When we encountered this hand at the recent Ontario tournament, the auction happened as shown, and I think it carries a good lesson in competitive bidding. The evolution of the double as a competitive device early in the auction has changed its meaning from describing any opening hand to a multi-suited bid in the sense that the doubler can support the three suits other than the one bid by opener. In this case, south suggests that she can provide at least three card support for hearts, diamonds or clubs after the opening of one spade, and responder should be able to play comfortably in her longest suit. South did not have length in hearts as you can see, and the unfortunate north hand had to bid at a very high level at her first turn. Many players might pass this hand, but the thought that partner might have length in hearts was appealing, so north bid to 4 hearts. She did not fare well in her contract, going down 4 tricks. Since east-west will struggle to make any more than 3 spades for a score of 140, giving up 200 was a very poor matchpoint result for her side.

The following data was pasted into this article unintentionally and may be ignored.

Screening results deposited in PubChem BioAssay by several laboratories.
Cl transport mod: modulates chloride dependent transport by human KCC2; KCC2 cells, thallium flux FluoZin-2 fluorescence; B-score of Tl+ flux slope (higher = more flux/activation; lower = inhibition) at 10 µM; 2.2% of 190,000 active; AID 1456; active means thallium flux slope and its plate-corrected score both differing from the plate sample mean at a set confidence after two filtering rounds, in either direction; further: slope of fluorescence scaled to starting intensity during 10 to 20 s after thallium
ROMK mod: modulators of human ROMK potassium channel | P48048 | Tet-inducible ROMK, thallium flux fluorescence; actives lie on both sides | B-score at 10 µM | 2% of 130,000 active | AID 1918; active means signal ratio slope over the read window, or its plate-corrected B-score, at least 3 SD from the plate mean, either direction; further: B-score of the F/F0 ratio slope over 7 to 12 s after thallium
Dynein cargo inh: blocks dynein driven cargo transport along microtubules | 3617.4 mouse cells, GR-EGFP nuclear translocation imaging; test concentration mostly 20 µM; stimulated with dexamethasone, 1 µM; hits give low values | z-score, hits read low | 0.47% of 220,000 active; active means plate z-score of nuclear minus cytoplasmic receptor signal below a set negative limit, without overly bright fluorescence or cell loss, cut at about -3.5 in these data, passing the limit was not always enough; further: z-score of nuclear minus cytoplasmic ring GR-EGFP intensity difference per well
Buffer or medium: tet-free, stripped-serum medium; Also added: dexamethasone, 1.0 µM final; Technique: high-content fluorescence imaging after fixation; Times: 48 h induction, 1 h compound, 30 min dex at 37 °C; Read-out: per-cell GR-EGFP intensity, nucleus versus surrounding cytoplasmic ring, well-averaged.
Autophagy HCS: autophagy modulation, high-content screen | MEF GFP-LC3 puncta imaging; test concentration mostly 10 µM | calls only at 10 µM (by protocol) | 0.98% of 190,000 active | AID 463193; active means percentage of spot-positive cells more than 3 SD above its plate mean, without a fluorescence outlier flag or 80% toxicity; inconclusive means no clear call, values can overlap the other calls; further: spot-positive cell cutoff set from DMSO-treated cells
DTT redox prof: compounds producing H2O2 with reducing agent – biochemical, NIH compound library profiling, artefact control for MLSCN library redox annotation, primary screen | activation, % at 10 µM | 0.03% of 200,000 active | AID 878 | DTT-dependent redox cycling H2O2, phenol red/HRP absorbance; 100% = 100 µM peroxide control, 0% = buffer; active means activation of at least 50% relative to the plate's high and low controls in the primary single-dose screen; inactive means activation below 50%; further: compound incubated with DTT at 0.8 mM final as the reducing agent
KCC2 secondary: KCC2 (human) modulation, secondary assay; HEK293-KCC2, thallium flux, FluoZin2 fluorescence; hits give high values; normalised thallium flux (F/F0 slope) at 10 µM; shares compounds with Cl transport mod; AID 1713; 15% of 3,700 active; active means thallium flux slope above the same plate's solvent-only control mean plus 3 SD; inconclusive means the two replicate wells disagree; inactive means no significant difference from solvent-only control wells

The lesson from this story is that south should give a better description of her reason for entering the auction. Her hand will play very well opposite values and length in the minor suits, and I recommend a bid of 2 notrump. This is not an offer to play in notrump but shows a distribution of 5-5 or longer in the minor suits. With reasonable play and the cards sitting as they do, 3 clubs is safe and 4 clubs is a possible result.
Bidding is the part of our game that has changed most since contract bridge became the popular form of the gameas opposed to whist or auction bridgeand the changes continue to come in the form of new bidding systems and devices. Some of the bids will persist, and the modern use of the takeout double is a prime example because time has proved its superiority and utility.